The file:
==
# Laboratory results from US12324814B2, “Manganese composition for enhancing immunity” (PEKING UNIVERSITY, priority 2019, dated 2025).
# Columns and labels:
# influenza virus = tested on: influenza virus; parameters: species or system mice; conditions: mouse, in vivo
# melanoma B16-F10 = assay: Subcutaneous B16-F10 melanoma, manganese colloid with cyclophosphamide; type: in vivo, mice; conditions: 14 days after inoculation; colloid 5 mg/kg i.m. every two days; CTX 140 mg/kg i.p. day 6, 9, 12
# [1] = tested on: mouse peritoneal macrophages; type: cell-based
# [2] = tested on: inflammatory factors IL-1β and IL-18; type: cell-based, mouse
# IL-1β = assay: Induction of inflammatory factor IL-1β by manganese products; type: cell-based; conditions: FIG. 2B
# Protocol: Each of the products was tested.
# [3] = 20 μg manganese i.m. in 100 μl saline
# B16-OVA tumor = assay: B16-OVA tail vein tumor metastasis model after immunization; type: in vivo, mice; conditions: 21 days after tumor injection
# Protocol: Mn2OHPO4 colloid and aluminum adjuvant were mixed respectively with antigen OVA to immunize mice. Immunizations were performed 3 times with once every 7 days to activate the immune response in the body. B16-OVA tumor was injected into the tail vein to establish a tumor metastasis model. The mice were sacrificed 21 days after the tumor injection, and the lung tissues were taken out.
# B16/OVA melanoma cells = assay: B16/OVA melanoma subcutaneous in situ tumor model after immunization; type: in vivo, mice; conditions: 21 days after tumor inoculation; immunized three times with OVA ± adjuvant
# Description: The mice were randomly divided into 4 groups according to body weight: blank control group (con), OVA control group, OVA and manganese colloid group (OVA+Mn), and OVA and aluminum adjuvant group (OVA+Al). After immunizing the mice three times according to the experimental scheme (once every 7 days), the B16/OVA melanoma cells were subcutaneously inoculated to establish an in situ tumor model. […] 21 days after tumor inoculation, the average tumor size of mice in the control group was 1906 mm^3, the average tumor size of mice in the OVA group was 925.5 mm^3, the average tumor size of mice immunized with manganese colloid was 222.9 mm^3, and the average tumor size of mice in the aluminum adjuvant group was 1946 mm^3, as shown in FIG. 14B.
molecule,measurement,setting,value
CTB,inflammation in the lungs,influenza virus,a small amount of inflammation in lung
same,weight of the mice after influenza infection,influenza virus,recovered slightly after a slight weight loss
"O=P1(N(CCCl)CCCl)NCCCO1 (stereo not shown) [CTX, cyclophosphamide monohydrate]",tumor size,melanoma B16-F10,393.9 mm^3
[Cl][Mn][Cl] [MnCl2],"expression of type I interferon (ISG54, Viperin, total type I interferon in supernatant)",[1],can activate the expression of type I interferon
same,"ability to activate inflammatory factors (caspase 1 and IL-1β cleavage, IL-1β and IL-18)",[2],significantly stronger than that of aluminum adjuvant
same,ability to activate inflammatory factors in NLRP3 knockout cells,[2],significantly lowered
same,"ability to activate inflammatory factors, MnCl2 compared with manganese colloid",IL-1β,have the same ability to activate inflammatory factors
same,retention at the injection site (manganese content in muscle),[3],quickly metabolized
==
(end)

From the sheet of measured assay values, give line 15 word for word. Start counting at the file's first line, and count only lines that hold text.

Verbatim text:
CTB,inflammation in the lungs,influenza virus,a small amount of inflammation in lung